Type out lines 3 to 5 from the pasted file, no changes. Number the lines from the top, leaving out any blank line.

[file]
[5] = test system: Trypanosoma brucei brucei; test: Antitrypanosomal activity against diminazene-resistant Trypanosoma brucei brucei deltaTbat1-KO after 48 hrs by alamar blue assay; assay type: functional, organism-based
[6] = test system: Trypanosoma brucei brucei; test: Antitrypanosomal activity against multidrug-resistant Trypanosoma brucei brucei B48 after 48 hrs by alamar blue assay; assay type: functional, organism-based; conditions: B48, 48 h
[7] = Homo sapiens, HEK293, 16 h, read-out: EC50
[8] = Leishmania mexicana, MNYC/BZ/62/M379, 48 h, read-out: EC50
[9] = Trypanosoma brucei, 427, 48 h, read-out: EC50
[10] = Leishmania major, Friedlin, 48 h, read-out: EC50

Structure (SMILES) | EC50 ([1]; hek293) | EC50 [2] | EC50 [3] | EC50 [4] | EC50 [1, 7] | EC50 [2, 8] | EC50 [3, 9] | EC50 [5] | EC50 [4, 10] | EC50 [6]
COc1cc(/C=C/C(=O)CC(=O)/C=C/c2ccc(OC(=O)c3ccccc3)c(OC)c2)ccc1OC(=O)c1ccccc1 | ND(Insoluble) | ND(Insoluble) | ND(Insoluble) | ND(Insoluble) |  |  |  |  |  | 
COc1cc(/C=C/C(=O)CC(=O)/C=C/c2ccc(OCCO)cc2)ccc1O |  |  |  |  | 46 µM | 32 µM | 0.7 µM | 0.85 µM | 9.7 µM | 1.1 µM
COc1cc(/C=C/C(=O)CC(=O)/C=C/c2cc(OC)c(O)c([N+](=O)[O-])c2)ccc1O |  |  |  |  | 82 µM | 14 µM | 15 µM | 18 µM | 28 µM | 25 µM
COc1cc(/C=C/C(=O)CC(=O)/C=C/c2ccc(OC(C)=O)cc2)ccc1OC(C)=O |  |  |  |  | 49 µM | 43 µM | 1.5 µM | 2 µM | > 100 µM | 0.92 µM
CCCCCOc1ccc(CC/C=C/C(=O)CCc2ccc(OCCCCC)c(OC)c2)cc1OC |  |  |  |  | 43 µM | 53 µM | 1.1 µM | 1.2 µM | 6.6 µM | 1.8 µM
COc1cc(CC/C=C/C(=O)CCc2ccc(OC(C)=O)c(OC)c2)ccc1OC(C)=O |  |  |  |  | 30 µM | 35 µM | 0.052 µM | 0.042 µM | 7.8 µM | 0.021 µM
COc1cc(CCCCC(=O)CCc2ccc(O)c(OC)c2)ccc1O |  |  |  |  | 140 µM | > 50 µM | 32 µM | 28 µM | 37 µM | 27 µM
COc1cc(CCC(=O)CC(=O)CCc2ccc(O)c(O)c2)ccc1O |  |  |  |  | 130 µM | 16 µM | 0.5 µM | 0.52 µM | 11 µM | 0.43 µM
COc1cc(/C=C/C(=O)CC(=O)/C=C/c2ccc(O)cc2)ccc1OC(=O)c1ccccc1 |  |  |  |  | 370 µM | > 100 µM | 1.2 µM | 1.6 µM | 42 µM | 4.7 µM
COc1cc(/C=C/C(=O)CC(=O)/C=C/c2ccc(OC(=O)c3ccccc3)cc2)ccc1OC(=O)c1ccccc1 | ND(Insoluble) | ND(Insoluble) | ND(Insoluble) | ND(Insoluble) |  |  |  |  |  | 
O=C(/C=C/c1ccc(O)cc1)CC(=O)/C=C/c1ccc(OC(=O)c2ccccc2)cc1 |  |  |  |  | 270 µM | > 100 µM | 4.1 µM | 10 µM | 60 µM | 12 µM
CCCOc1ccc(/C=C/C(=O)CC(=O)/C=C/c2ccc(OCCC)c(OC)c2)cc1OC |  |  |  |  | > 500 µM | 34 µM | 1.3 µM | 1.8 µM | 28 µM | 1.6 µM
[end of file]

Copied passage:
[7] = Homo sapiens, HEK293, 16 h, read-out: EC50
[8] = Leishmania mexicana, MNYC/BZ/62/M379, 48 h, read-out: EC50
[9] = Trypanosoma brucei, 427, 48 h, read-out: EC50